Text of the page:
I’m supposed to be paying bills. I used to harass the MoH about not paying them on time and isn’t it amazing that I’m doing the exact same thing. It’s nice to know after so many years of bliss that I can learn about yet another of our common proclivities: procrastination. Misery does love company, doesn’t it?
I should also be cleaning my kitchen, but I don’t feel like it. If I really rolled up my sleeves and did what needed to be done (reorganize ALL the cupboards) I’d be in there all weekend, and I’d rather clean toilets. Well, not really, but it sounded good when my fingers typed it.
I really need to schedule our flights for our summer vacation, but I purchased a couple of travel books last week and after plowing through them with stickies and hi-glow yellow marker in hand, made a decision to sort of re-route the vacation, which of course, changes what we need to do with flights to and from there. So do I hop to it, and take care of the plans? No.
I have problems staying on track just writing from one day to the next. Can you imagine all the bright and sparkly things my brain is diverted by when making travel plans? It’s shameful and I’m completely entertained by it all.
And to confirm that all I really am is a total nerd, what I was derailed by today was this article. It’s Friday, for gawdsakes. I should be out basking in the loveliness of the day, doing some spring cleaning which I actually enjoy and go figure that reorganizing the kitchen doesn’t fit into that category…
I should be not sitting here. But I am.
And I have much to say about that article. You may not want to listen, but we’ve all gone to school, sent our kids to school, and some of us, taught school, or run schools. It is the one thing that everyone can say they know something about from personal experience beyond being born, paying taxes, and eating. Okay, and breathing. We all have that in common too, so take a really big cleansing breath right now. It’s good for you.
Where was I?
The article…and I really want you to bear with me here, because maybe, just maybe I have a bit of insight that’s worth a few cents. Actually, it’s important because beyond our own personal experience with education, it is one of the biggest issues in politics beyond engaging in wars (let’s toss a coin and see which is more constructive…), so when we vote for a particular individual to take this office or that one, education is usually somewhere on their platform.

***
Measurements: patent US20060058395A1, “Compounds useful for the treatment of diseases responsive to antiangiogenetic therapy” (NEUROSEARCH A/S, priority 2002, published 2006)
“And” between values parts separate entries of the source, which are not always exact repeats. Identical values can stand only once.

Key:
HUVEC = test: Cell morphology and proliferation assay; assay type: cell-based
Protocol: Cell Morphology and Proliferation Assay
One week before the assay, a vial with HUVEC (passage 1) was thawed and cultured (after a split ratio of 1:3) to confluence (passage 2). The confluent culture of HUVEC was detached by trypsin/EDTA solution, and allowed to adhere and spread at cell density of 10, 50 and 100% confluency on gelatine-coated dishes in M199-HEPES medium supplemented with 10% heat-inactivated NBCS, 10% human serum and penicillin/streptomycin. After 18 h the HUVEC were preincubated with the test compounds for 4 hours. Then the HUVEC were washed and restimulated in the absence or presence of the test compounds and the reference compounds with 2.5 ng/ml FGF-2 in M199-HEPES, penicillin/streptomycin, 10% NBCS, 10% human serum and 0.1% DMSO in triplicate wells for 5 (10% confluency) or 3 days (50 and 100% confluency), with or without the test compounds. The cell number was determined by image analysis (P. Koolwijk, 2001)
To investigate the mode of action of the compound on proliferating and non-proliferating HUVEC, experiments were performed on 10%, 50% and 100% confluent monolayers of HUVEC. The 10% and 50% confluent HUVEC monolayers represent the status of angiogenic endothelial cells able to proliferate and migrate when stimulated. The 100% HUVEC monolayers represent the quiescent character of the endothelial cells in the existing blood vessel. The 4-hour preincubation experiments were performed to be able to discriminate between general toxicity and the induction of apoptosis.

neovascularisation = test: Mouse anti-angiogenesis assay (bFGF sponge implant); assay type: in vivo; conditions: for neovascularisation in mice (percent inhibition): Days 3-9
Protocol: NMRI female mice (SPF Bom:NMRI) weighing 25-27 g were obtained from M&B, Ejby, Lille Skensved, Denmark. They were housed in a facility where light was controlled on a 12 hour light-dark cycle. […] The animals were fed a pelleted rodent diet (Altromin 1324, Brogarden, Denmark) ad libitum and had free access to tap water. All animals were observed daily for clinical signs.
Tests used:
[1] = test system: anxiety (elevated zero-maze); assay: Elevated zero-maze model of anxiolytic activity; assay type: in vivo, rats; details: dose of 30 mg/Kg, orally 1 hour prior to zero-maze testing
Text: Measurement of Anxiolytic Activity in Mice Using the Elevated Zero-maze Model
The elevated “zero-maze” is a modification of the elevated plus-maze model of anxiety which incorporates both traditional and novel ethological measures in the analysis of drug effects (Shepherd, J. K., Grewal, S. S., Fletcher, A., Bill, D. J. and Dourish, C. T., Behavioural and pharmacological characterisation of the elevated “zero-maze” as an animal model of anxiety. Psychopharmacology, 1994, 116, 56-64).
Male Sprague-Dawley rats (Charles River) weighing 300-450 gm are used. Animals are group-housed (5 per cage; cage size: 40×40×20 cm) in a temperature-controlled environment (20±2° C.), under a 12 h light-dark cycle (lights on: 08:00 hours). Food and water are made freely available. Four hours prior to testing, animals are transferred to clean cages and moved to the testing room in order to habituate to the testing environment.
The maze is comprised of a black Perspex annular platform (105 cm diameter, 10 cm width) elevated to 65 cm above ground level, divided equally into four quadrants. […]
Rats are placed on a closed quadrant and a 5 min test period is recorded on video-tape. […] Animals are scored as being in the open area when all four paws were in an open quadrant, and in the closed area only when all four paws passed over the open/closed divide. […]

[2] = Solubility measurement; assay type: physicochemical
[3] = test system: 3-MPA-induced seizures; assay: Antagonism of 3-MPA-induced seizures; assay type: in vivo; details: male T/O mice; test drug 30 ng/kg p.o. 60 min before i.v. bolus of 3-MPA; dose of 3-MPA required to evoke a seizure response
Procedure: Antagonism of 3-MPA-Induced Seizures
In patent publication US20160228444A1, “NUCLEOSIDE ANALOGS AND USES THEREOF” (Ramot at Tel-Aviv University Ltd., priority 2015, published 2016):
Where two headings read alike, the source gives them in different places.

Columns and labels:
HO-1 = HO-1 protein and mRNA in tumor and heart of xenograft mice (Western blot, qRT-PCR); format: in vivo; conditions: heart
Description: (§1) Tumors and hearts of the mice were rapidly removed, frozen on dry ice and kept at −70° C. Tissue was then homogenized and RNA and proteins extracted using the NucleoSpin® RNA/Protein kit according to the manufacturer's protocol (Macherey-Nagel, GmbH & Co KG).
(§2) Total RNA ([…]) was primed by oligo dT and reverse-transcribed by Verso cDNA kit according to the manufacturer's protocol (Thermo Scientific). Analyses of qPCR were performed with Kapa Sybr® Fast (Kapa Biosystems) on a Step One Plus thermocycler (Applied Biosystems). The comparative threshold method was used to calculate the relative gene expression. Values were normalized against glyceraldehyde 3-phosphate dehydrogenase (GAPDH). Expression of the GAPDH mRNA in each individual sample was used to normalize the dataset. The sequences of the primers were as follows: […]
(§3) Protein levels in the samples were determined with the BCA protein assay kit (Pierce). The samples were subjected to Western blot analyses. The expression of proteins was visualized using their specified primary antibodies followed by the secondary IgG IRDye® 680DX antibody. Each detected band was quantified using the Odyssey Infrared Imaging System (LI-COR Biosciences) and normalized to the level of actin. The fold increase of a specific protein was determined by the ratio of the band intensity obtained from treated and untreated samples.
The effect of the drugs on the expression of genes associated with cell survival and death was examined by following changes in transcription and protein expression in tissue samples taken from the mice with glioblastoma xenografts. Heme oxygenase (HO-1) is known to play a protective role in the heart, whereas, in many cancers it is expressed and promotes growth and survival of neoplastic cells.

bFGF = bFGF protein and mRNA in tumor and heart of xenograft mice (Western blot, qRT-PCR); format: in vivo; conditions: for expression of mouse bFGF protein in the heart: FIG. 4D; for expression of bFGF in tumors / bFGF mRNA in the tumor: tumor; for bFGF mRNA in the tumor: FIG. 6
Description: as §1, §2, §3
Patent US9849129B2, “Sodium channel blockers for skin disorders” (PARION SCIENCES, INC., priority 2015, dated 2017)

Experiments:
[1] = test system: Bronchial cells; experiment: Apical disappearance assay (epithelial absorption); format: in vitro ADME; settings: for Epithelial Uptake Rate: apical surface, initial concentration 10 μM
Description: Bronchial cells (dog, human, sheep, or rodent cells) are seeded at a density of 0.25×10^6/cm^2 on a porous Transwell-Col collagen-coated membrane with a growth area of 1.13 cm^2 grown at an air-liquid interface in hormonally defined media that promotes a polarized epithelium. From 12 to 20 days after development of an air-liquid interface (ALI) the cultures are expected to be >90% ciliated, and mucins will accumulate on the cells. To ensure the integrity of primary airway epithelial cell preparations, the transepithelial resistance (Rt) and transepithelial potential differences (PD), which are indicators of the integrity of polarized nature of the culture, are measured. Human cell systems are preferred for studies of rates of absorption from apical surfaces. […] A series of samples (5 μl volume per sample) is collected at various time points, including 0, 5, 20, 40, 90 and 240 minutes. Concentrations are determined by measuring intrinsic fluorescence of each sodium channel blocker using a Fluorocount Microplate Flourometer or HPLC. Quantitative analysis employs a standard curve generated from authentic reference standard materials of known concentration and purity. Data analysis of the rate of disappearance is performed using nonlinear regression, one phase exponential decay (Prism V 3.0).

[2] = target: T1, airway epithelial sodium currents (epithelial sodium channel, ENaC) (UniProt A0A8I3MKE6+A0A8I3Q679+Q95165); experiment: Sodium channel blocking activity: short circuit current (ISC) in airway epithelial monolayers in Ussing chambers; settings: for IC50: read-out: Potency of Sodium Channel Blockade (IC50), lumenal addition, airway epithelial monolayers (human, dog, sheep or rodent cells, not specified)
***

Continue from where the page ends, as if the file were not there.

So back to the article — in a nutshell, Zeke M. Vandehoek has created a charter school which will be opening next year and offering teachers a record level of pay: $125,000 per year plus bonuses for positive gains in student achievement. His philosophy is simple:
“I would much rather put a phenomenal, great teacher in a field with 30 kids and nothing else than take the mediocre teacher and give them half the number of students and give them all the technology in the world.”
In many states, $125,000 plus bonuses is quite a bit different than what most teachers make, so you can imagine it’s causing quite the stir. And it will most likely be something that many will closely watch, as we often hear that if only teachers made more money, children would do better in school. The theory being that the quality of the individual attracted to the profession would improve — read “smarter” into that, and then conclude that since the teacher is smarter, the students will be smarter. Sounds so simple, doesn’t it?
I’m not arguing about any of this yet, but I have seen experienced professionals (engineers, doctors, military officers…) and newly credentialed brainiacs from top notch colleges reduced to tears — yes, mature men too– and wanting to quit not more than a couple of weeks into the school year because they couldn’t handle the pressure. It’s so sad. They apologize because they wanted to be able to teach so badly. Teaching had always appealed to them, and they gave up their previous career to do it. They just didn’t realize it would be so difficult. Excellent teachers make it look easy.
With respect to Mr. Vendehoek‘s philosophy, I agree, but not completely. One of the greatest frustrations of really excellent teachers is a lack of resources — especially those which are technologically based. It sounds great to say that an excellent teacher can just pull instruction out of thin air — and it’s amazing, because they do make it look effortless. In reality, it’s an illusion no different than one you may see on a stage in Vegas. For every resource one doesn’t have, it is purchased, and with personal funds. At least the higher salary will compensate them for that.
Truly excellent teachers work quite a few hours. They can be on site 8 to 10 hours a day, and then spend a few more at home planning and grading. This is not to say that those choosing other professions where the pay is very high don’t work lengthy days, the difference is that teachers are not compensated for that effort. They are not given an allowance to further their education as other professionals are, and their pay is dependent on advanced degrees. If they want a raise, they get a Master’s Degree or decide to get a PhD, but most often, further study is pursued because of a particular interest or desire to specialize — like any other professional. The additional pay, which doesn’t amount to a lot, is a welcome bonus. Time off during the summer can often be spent taking classes, participating in school-related projects and planning for the upcoming school year.